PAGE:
However, I startet and quit Hungarian three times already and to not plan to continue it any time soon. Unfortunately, because Hungarian is one of the languages I really want to learn. Right now I am working my way through the "50 languages" course and plan to continue with Assimil. After that I'll probably return to Duolingo.
But the third and especially fourth part of the Hungarian tree are horrible. Long, quirky sentences with English translations that make no sense at all, just grammar, grammar, grammar - and not even very useful grammar.
Whew! So it's not just me.... I have studied German and French for many years and was pretty happy with how Duolingo works. My skill has increased rapidly. In order to sympathize with my students/children, I decided to do a language of which I knew only a few phrases so I chose German. THIS ONE IS SO DIFFICULT! I am moving through it VERY slowly! :(
Hehe, reading your words I have to think back on all those comments I have already written here about that c(o)urse. ;-)
There have been problems in the developing phase, as I read in the incubator messages. The point of launch was always moved forward because of different problems. Then they wrote, they would have added and tested thousands of words.
But checking the result, as it went online in July last year, it was a catastrophe. A lot of very common synonyms havn't been accepted, a lot of english sentences came in a lousy translation. And finally those endless sentences. One of the "best" of them:
"Ezek a bogarak nem azok alól az ágyak alól jönnek ki, amelyikekben ti fekszetek, hanem a mögül a szekrény mögül, amelyikben sok ruha van."
"These bugs are not coming out from under those beds which you are lying in, but from behind the wardrobe in which there are many clothes."
It waits for you in the lessons of "Directional Conjunctions 3" - as one of a lot of such long sentences there. I wrote a longer comment about that.
The users of the first hours didn't get tired of reporting mistakes and giving hints for versions, they should be accepted as well. The contributers became flooded by these reports and it needed months to answer them. And there are still lousy mistakes, which have been reported and over again and nothing happened.
So a lot of those first users and engaged helpers do not help anymore.
But what can we do against such long sentences? In former times, there was the possibility to add on a report some own words. I used it many times with the hint "too long sentence!" But i guess, it never changed anything at all.
Well, one thing Duolingo changed: to make reports with additional hints is not possible anymore!
Five lingots for you good sir! I see there you have completed the Hungarian course here. Honestly I think anyone who can complete THAT monumental task deserves much more cred than some one who has completed 5 trees. Anyway, yeah, I totally agree with you on that one. I just wish I could be better in Hungarian so I could talk to the Hungarian people in my life, and to improve this course. This course is absolutely horribly designed. It has been around 6 months more older Romanian, and Greek's entrance into beta. Those languages are already in stage 3, Hungarian is still struggling along in beta, and has no hope of getting out. It needs volunteers to help re-haul the entire course. This CAN be done by people like you and me, but the problem with the duolingo volunteer systems is it values language knowledge and language knowledge ONLY. THERE IS NOTHING WRONG WITH THIS, however competency in a certain language does not indicate ones fluency to design a course that makes it easy for people to learn said language. It is a good indicator, but not the only one, as shown in this case of incompetency. But give a couple a people with the knowledge of how NOT to make the course, may help reform it. But until then I will continue on suffering through it.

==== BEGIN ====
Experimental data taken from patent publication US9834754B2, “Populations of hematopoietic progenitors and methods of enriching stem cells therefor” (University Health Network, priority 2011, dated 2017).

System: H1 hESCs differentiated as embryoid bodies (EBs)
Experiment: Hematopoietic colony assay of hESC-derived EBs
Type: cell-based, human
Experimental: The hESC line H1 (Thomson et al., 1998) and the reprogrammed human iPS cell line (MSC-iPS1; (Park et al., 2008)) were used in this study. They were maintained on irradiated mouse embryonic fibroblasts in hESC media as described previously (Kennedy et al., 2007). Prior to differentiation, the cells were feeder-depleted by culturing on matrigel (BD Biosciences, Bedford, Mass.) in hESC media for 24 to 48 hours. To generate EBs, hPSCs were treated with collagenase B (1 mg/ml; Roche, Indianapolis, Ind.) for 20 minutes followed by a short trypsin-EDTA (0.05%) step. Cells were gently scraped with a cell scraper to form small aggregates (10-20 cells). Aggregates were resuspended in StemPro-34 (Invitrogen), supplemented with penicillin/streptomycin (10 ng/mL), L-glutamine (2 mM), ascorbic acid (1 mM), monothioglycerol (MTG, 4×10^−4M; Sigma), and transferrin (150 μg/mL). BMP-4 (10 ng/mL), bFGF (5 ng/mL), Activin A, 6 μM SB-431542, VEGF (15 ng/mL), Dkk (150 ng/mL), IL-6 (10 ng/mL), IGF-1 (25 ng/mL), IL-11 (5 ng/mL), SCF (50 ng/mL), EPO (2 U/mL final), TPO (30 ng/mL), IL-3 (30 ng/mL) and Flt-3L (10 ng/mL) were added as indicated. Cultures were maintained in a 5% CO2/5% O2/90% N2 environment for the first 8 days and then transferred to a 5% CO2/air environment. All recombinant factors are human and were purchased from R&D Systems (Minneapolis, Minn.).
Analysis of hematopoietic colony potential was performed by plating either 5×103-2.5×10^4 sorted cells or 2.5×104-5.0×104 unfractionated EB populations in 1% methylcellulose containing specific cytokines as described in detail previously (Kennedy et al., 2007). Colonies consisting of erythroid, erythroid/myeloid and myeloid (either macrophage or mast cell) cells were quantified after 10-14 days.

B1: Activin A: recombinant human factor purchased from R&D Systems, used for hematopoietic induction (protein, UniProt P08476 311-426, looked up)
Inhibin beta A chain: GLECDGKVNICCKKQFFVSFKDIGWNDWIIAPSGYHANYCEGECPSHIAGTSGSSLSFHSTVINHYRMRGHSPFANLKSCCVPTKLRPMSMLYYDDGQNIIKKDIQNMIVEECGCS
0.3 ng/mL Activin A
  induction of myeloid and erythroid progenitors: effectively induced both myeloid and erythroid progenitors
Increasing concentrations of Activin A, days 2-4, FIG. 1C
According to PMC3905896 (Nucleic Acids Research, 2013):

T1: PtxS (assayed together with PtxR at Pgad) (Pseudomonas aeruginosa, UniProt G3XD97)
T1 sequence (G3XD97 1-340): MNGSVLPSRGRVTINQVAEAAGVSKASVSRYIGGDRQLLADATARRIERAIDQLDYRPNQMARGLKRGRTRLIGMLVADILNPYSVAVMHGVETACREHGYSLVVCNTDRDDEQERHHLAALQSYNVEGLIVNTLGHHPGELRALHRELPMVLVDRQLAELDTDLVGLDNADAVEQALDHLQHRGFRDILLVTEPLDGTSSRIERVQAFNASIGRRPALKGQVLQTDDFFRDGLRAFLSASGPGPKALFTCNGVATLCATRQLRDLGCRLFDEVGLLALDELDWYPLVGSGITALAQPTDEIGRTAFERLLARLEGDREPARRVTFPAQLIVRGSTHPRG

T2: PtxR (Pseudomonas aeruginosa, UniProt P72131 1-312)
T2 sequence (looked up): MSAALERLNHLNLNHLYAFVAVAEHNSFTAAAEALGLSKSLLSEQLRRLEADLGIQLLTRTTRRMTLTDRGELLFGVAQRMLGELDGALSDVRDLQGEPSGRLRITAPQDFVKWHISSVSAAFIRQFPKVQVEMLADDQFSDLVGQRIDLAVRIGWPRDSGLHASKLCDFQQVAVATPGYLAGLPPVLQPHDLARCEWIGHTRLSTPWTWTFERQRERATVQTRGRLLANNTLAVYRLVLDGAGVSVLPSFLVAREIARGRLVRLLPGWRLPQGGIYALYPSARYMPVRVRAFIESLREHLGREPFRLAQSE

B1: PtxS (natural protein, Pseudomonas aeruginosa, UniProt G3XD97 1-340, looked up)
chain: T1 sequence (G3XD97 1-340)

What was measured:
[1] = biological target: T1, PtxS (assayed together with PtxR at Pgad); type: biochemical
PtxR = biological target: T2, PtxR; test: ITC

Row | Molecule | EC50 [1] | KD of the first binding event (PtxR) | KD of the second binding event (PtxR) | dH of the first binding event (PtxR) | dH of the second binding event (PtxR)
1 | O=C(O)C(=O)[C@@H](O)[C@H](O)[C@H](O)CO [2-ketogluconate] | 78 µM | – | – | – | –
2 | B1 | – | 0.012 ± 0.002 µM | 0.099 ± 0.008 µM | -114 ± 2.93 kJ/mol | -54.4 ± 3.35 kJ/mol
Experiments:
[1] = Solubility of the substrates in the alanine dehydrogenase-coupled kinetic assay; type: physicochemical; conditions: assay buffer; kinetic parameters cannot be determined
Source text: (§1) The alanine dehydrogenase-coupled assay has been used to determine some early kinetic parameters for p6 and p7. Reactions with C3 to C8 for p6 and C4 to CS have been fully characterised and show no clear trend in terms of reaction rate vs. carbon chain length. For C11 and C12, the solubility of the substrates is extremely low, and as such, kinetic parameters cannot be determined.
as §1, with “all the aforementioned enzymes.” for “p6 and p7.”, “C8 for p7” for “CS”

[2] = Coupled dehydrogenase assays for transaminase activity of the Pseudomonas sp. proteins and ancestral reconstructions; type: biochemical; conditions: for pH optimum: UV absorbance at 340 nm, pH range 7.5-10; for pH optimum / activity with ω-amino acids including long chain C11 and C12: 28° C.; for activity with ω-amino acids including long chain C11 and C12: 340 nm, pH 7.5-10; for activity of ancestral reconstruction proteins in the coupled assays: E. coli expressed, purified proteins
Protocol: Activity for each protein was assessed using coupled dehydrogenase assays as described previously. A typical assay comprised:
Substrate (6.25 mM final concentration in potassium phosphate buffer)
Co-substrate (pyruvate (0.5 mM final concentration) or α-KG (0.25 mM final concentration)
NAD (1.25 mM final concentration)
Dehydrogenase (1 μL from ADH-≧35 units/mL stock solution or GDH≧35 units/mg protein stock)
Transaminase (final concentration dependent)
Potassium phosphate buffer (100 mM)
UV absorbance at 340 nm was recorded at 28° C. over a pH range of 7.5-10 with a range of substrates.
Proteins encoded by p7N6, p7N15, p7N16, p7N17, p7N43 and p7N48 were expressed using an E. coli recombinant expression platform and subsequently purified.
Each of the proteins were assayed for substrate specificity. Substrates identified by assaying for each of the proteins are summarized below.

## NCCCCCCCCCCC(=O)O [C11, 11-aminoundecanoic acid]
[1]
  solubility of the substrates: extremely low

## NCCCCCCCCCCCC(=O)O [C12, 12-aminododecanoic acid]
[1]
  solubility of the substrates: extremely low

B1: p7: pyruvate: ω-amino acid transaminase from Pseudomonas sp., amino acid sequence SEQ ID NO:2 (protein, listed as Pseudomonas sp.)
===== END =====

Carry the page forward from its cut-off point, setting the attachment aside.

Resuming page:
They should look at the course for French from English. It makes much more sense. There are grammar notes and tips for each section. There is review for translating pairs of words in every lesson going back almost to the beginning each time. There is rarely any need to guess. The English translations were written by people who are obviously English speakers and they don't expect reverse translations that make sense only to French speakers. Hurrah for the writers of that course - the Hungarian group should take a look!
I would like to add my comments to the ones already made in this thread. I'm giving up on the Hungarian course for now, with great reluctance, because it is simply too difficult. The sentences are too long too soon, and when I'm trying to learn about the various postpositions it really isn't helpful to have each noun preceded by two adjectives.
I really want to learn Hungarian, and all credit to the hard-working volunteers who have set up the course, but I'm going to give it some time until hopefully some improvements have been made and then try again.
Andreas305-nak, Ugyanezt teszem, összekeverem a magyar és a német szórendet.
Azt is észrevettem, hogy néha nincs hely a válasznak. Néha az első bejegyzés alatt írok, majd a megfelelő helyen jelenik meg. Azt hiszem, ez egy kódolási hiba.
So, I invite you to correct me as well. In your previous post you wrote, "Sometimes I am used to translate word-by-word the way, as we use to speak in German."
Try this instead, "Sometimes, because I am used to translating word-by-word, the way we do in German...." :)
As a person who has lived in Budapest, Hungary for a year, I completely disagree with you as knowing all of the different conjugations for each word is very important because if you use the incorrect form for each word no one will understand what you are saying. It is like the need to know conjugations like he is, she is, you are, they are, we are, etc. in the English language
I am a native speaker but switched primarily to English when I moved to America. Now sixty years later I am planning a lengthy stay in Budapest and my weaknesses are writing and adult vocabulary. I have taught French and German in high school here and am familiar with immersion teaching. I did NO translation or writing in the beginning classes but taught as you would to a baby with pictures and pointing. See and say. Getting the ear in tune and learning to pronunciation.
When it is time to teach reading and writing I think you have to start with the alphabet which is pretty much WYSIWYG in Hungarian but how does Duolingo expect non-native learners to write without introducing the alphabet?